Pregame festivities

The pregame festivities featured the Los Angeles Unified School District (LAUSD) All-City Band and frisbee dog Ashley Whippet. Later, singer Vikki Carr sang "America the Beautiful". To date, this is the only game in Super Bowl history that the national anthem was not sung. This was only the second time in the game's history that "America the Beautiful" was sung before a game, as Charley Pride sang the song at Super Bowl VIII three years prior.

This was the first Super Bowl where the official coin toss was held at midfield three minutes prior to kickoff. Prior to 1976, the official toss was held 30 minutes prior to kickoff, with captains called to midfield three minutes prior to kickoff so the referee could inform fans and media of the results of the toss. Jim Tunney became the last referee to conduct the Super Bowl coin toss ceremony by himself. The year before, former United States Secretary of the Navy John Warner became the first non-official to toss the coin. The next year, Chicago Bears great Red Grange (with Tunney as referee) began the tradition of celebrities or other special guests participating in the coin toss ceremony. This tradition then was slightly altered in Super Bowl LIV in February 2020, when Retired Colonel Charles E. McGee let referee Bill Vinovich toss the coin instead.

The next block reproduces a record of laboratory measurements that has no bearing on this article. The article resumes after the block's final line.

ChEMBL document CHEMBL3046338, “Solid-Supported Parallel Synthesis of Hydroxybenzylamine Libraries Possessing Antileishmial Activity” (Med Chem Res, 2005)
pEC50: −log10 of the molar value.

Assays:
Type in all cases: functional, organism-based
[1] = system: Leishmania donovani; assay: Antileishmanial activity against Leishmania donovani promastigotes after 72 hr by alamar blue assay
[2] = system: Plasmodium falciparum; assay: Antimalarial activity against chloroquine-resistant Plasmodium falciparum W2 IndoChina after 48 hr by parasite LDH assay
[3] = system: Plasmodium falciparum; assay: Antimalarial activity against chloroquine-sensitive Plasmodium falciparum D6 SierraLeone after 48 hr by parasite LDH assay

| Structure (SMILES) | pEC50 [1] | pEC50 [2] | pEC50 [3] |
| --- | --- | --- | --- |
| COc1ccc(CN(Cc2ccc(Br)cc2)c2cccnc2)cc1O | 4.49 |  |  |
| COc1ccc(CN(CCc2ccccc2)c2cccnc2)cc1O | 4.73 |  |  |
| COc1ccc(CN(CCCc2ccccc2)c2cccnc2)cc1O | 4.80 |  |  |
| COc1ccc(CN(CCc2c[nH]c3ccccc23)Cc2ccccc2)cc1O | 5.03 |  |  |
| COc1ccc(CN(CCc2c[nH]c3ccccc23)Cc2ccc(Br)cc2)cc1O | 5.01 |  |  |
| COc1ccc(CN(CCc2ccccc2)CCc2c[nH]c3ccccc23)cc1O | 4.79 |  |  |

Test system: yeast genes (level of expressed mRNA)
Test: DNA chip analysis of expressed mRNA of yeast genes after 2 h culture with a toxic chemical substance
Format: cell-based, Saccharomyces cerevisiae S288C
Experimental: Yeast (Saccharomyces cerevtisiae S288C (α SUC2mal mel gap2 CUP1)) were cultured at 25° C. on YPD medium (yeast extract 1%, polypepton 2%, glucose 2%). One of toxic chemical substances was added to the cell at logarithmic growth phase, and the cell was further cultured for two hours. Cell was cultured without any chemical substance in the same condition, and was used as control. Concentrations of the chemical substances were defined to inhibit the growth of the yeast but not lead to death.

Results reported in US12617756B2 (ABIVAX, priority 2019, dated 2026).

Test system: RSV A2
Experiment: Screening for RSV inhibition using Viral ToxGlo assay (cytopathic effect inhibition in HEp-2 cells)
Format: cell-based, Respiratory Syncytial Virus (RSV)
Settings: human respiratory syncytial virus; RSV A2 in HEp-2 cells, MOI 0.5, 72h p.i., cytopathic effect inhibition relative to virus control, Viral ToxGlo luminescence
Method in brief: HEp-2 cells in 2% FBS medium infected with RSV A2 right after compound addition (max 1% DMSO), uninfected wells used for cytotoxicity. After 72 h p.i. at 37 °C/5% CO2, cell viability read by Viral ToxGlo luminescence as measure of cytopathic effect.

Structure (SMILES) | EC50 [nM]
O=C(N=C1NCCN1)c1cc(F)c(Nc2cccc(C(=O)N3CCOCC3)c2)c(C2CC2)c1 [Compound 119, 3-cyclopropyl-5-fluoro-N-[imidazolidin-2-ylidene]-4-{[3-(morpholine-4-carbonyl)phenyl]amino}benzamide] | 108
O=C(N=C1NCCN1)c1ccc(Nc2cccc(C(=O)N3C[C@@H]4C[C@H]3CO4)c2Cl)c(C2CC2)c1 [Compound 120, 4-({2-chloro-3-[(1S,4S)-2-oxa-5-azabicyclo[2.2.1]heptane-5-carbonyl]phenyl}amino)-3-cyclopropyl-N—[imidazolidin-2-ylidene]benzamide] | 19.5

Halftime show

The halftime show was produced by Disney and was based on It's a Small World, an attraction at Disneyland and the Magic Kingdom. The show featured the cast members of The New Mickey Mouse Club. It was the first Super Bowl halftime show to include crowd participation as people in the stadium performed a mass card stunt on cue. The LAUSD All-City Band also played during the show.

Game summary

First quarter